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Protocol Details

In Vivo Mapping Of Structural and Biochemical Abnormalities In Patients With Primary Focal Dystonia

This study is currently recruiting participants.

Summary | Eligibility | Citations | Contacts

Summary

Number

02-N-0132

Sponsoring Institute

National Institute of Neurological Disorders and Stroke (NINDS)

Recruitment Detail

Type: Participants currently recruited/enrolled
Gender: Male & Female
Min Age: 18
Max Age: N/A

Referral Letter Required

No

Population Exclusion(s)

Children

Special Instructions

Currently Not Provided

Keywords

MRI;
Writer's Cramp;
Movement Disorder;
Gray Matter;
Brain Morphology

Recruitment Keyword(s)

Dystonia;
Focal Hand Dystonia;
Writer's Cramp;
Movement Disorder;
Healthy Volunteer;
HV;
Normal Control

Condition(s)

Dystonia;
Healthy

Investigational Drug(s)

None

Investigational Device(s)

None

Intervention(s)

None

Supporting Site

National Institute of Neurological Disorders and Stroke

This study will use high-resolution magnetic resonance imaging (MRI) to look for subtle differences in brain anatomy between patients with focal hand dystonia (also called writer s cramp) and healthy normal volunteers. Patients with hand dystonia have prolonged muscle contractions that cause sustained twisting movements and abnormal postures. These abnormal movements often occur with activities such as writing, typing, playing certain musical instruments such as guitar or piano, or playing golf or darts.

Patients with focal hand dystonia and healthy volunteers will be enrolled in this study. Patients will be recruited from NINDS s database of patients with focal hand dystonia. Volunteers will be selected to match the patients in age, sex and handedness.

This study involves two visits to the NIH Clinical Center. The first visit is a screening visit, in which patients and volunteers will have a medical history, physical examination, neurological examination, and assessment of handedness. Women of childbearing age will be screened with a pregnancy test. Pregnant women are exclude from this study.

Those who join the study will return for a second visit for magnetic resonance imaging. MRI uses a magnetic field and radio waves to produce images of the brain. For the procedure, the participant lies still on a stretcher that is moved into the scanner (a narrow cylinder containing the magnet). Earplugs are worn to muffle loud noises caused by electrical switching of radio frequency circuits used in the scanning process. The scan will last about 45 to 60 minutes, at most. Some volunteers may be asked to return for a third visit to obtain a second MRI on a different scanner.

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Eligibility

INCLUSION CRITERIA:

HEALTHY VOLUNTEERS: Healthy volunteers who consented to participate in the study and matched for age, sex, handedness with the group of patients with primary focal hand dystonia.

PATIENTS: Patient with primary focal dystonia from our dystonia patient database who consented to participate in the study. This criterion will be established by the preliminary screening in the Human Motor Control Outpatient Clinic.

EXCLUSION CRITERIA:

The following subjects will be excluded:

Healthy volunteers with cognitive complaints, abnormal neurological exam or history of past neurological disease.

Dystonia patients with the presence of a second neurological disease or condition; abnormal neurological findings on exam that are not related to primary focal dystonia.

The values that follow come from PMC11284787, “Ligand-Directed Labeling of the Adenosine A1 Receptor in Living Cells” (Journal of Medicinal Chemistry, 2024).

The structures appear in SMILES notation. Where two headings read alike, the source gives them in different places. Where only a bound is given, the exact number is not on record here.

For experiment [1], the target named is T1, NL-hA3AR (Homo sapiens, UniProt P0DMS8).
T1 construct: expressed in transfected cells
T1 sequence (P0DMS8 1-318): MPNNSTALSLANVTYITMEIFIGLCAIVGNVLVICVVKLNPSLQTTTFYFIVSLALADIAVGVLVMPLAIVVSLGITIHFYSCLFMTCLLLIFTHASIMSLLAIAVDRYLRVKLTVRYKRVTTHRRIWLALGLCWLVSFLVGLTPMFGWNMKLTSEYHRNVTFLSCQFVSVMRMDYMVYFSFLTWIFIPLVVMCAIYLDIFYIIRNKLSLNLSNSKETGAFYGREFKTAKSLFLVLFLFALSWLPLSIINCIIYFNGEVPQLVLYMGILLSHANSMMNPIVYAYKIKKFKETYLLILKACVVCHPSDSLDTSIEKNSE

Subjects with past or present neuropsychiatric illness, head trauma with loss of consciousness, epilepsy, cerebro-vascular disease, migraine, past and present history of alcohol abuse, medical conditions that may alter cerebral structure.

Subjects with abnormal MRI findings at visual inspection (prominent normal variants such as mega cisterna or cavum septum pellucidum, signs of severe cortical or subcortical atrophy, brain tumors, vascular diseases, trauma or AVMs).

Subjects with any metallic objects within them just prior to MR imaging (cardiac or neural pacemaker, aneurysm clips [metal clips on the wall of a large artery], metallic prostheses [including heart valves and cochlear implants] or shrapnel fragments. Welders and metal workers are also at risk for injury and may not take part in the study because of possible small metal fragments in the eye of which they may be unaware.

Subjects not capable of giving an informed consent.

Women who are pregnant

Children


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Citations:

Berardelli A, Rothwell JC, Hallett M, Thompson PD, Manfredi M, Marsden CD The pathophysiology of primary dystonia Brain 1998 Jul;121 ( Pt 7):1195-212

Bhatia KP, Marsden CD The behavioural and motor consequences of focal lesions of the basal ganglia inman Brain 1994 Aug;117 ( Pt 4):859-76

Lee MS, Marsden CD Movement disorders following lesions of the thalamus or subthalamic region Mov Disord 1994 Sep;9(5):493-507

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Contacts:

Principal Investigator

Referral Contact

For more information:

Mark Hallett, M.D.
National Institute of Neurological Disorders and Stroke (NINDS)
BG 10 RM 7D37
10 CENTER DR
BETHESDA MD 20814
(301) 496-9526
hallettm@ninds.nih.gov

Elaine P. Considine, R.N.
National Institute of Neurological Disorders and Stroke (NINDS)
National Institutes of Health
Building 10
Room 7D36
10 Center Drive
Bethesda, Maryland 20892
(301) 435-8518
considinee@ninds.nih.gov

Patient Recruitment and Public Liaison Office
Building 61
10 Cloister Court
Bethesda, Maryland 20892-4754
Toll Free: 1-800-411-1222
TTY: 301-594-9774 (local),1-866-411-1010 (toll free)
Fax: 301-480-9793

prpl@mail.cc.nih.gov

Clinical Trials Number:

NCT00031369

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